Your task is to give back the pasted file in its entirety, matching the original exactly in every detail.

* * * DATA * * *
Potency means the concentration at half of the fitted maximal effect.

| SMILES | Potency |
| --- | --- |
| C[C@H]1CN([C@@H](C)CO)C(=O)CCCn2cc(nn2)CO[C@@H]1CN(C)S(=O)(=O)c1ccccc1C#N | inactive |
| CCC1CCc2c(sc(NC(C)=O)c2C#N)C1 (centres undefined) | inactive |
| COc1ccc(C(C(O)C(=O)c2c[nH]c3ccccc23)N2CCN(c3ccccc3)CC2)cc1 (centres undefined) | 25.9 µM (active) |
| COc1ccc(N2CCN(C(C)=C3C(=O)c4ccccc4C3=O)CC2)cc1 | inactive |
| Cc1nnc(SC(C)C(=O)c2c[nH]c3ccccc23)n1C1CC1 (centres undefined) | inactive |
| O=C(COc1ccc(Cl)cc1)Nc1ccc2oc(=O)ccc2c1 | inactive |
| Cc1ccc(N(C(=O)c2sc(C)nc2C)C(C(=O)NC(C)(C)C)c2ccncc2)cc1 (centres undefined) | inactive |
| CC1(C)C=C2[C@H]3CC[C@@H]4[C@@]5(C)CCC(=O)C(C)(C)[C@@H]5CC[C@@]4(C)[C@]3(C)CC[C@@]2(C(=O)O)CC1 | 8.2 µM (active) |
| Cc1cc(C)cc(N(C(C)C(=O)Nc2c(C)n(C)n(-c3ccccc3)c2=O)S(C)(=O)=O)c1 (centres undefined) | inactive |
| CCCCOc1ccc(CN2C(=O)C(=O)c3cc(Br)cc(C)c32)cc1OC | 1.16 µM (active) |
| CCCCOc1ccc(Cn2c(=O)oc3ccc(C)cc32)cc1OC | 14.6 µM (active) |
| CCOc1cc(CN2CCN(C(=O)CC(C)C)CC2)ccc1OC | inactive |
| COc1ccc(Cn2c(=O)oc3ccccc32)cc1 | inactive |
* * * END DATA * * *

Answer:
Potency means the concentration at half of the fitted maximal effect.

| SMILES | Potency |
| --- | --- |
| C[C@H]1CN([C@@H](C)CO)C(=O)CCCn2cc(nn2)CO[C@@H]1CN(C)S(=O)(=O)c1ccccc1C#N | inactive |
| CCC1CCc2c(sc(NC(C)=O)c2C#N)C1 (centres undefined) | inactive |
| COc1ccc(C(C(O)C(=O)c2c[nH]c3ccccc23)N2CCN(c3ccccc3)CC2)cc1 (centres undefined) | 25.9 µM (active) |
| COc1ccc(N2CCN(C(C)=C3C(=O)c4ccccc4C3=O)CC2)cc1 | inactive |
| Cc1nnc(SC(C)C(=O)c2c[nH]c3ccccc23)n1C1CC1 (centres undefined) | inactive |
| O=C(COc1ccc(Cl)cc1)Nc1ccc2oc(=O)ccc2c1 | inactive |
| Cc1ccc(N(C(=O)c2sc(C)nc2C)C(C(=O)NC(C)(C)C)c2ccncc2)cc1 (centres undefined) | inactive |
| CC1(C)C=C2[C@H]3CC[C@@H]4[C@@]5(C)CCC(=O)C(C)(C)[C@@H]5CC[C@@]4(C)[C@]3(C)CC[C@@]2(C(=O)O)CC1 | 8.2 µM (active) |
| Cc1cc(C)cc(N(C(C)C(=O)Nc2c(C)n(C)n(-c3ccccc3)c2=O)S(C)(=O)=O)c1 (centres undefined) | inactive |
| CCCCOc1ccc(CN2C(=O)C(=O)c3cc(Br)cc(C)c32)cc1OC | 1.16 µM (active) |
| CCCCOc1ccc(Cn2c(=O)oc3ccc(C)cc32)cc1OC | 14.6 µM (active) |
| CCOc1cc(CN2CCN(C(=O)CC(C)C)CC2)ccc1OC | inactive |
| COc1ccc(Cn2c(=O)oc3ccccc32)cc1 | inactive |